Lack of certainty expressed by players when it comes to NIL | OSU Sports


ARLINGTON, Texas – There is only one certainty expressed among conference administrators, coaches, and athletes regarding the ability of student-athletes to monetize their name, image, and likeness, and that is that there is a complete lack of certainty.

When the NCAA had to concede the July 1 deadline for NIL after losing an appeal to the U.S. Supreme Court, the floodgates opened for athletes in partnership with companies.

But after a few weeks in the new landscape of varsity sport, no one seems to have a clear idea of ​​why players are profiting for themselves.

“There is little we can do together nationally, and we are still finding our way. Our board has formed a subcommittee to discuss what these packages should look like, ”Big 12 Conference Commissioner Bob Bowlsby said this week at Big 12 Football Media Days. “And I think in the short term you will see some institutions comfortable with certain things and others not comfortable with it.

“We have two states that have state laws – Oklahoma and Texas have state laws in their states. These laws will prevail, and the rest is left to institutional discretion. In other states where there is no state law, the NCAA guidelines on this will need to prevail and schools will need to understand this. “

Bowlsby believes there will eventually be a more cohesive model for the NIL, “other than a patchwork of 50 states.”

But if the people who are paid to make the billion dollar varsity sports industry decision don’t know what to expect, how can athletes tell the difference?

This is a concern for many athletes, even as they begin to test the waters of the NIL.

“I’m just trying to be careful at this point,” said Oklahoma State quarterback Spencer Sanders. “I don’t want to take a random suspension that could really tax me.”

It is possible that athletes being able to monetize their name, image and likeness could prevent too many athletes from retiring from varsity play seeking to make money at the professional level when scouts may say that they are not yet ready for the next level.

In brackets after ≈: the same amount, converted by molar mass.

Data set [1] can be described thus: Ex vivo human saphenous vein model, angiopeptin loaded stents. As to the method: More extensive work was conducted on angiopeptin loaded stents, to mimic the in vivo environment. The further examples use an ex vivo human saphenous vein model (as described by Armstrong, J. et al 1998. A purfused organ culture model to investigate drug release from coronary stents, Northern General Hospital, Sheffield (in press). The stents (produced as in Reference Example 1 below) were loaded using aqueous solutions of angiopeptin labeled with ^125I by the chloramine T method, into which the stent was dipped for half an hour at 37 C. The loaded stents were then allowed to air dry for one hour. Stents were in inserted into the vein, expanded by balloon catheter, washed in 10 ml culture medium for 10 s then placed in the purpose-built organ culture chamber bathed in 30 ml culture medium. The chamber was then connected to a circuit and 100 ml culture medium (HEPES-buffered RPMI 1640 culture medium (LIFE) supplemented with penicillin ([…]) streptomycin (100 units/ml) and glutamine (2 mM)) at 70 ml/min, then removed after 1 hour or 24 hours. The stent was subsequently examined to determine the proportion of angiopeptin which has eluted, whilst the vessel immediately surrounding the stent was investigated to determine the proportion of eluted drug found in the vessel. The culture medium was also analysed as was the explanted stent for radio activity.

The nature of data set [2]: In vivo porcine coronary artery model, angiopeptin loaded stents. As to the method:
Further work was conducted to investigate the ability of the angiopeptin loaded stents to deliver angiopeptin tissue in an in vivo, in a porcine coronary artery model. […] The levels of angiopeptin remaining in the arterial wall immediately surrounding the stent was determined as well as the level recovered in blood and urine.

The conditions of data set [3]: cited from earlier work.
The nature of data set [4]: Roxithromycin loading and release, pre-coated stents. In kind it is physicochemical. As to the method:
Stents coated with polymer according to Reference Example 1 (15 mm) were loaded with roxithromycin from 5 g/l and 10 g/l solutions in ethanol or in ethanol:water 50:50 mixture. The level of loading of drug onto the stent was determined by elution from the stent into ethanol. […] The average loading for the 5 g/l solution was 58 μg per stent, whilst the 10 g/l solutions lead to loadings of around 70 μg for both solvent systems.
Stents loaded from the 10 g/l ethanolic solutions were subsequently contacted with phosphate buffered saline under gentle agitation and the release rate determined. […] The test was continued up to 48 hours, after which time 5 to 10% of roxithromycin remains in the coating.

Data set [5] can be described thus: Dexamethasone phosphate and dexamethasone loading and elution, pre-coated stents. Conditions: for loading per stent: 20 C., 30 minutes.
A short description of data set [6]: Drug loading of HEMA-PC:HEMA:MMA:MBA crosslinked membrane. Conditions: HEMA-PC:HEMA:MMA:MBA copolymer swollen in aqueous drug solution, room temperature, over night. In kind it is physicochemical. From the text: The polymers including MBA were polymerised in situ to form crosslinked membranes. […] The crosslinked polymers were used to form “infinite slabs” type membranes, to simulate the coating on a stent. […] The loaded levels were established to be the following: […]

TCU coach Gary Patterson even gave one of his recent athletes, Ar’Darius Washington, as an example.

Washington was a sophomore safety in a red shirt and skipped his last two years of college eligibility to turn pro after the 2020 season. He was not drafted and ended up signing as a rookie free agent with the Baltimore Ravens.

“He went early (to the) draft for security. He didn’t have all of the measurables, ”Patterson said. “Probably if he could have had sponsorship deals where he could have earned money that he could have given to his family, he might have stayed another year and then played at TCU right now. . “

It’s easy to think and say on the surface, but Washington wasn’t a player from a position of competence either.

A national name like ex-Clemson quarterback Trevor Lawrence may not have any real limits on what he could earn with his NIL, but what about athletes who are not known that in their conference or simply by the die-hard fans of their team?

That’s something Oklahoma State senior linebacker Malcolm Rodriguez is already thinking about as a defensive player.

“I just do stuff around the Stillwater community – just little things,” Rodriguez said. “You want to put your name there. If you can make pieces every now and then, someone will reach out or you will reach out to someone.

“I’ve learned that there will be a lot of uncertainty on this thing, so you’re doing your best, and the worst thing they can say is, ‘No. “So I can just keep reaching out.

One thing Rodriguez and other athletes do to kick start the process is simply create a brand.

From logos to trademarks, student-athletes have the chance to participate in the development of the creation of their own brand in the market.

“I’m excited for it, because it’s something to fall back on rather than football,” Rodriguez said. “So just getting your brand out there and launching it will help. “

There are still many questions surrounding the NIL, and for football fans and players alike, one of those questions will be how this might relate to EA Sports’ announcement in the spring of a future return of its video game. college football.

The NIL could allow athletes and EA Sports to work together like never before, including having actual information – such as names, hometowns, and likeness – of soccer players.

“I can’t wait to play and buy it,” said Rodriguez, who will have left college football by the time the game is released (which is probably a few years away).

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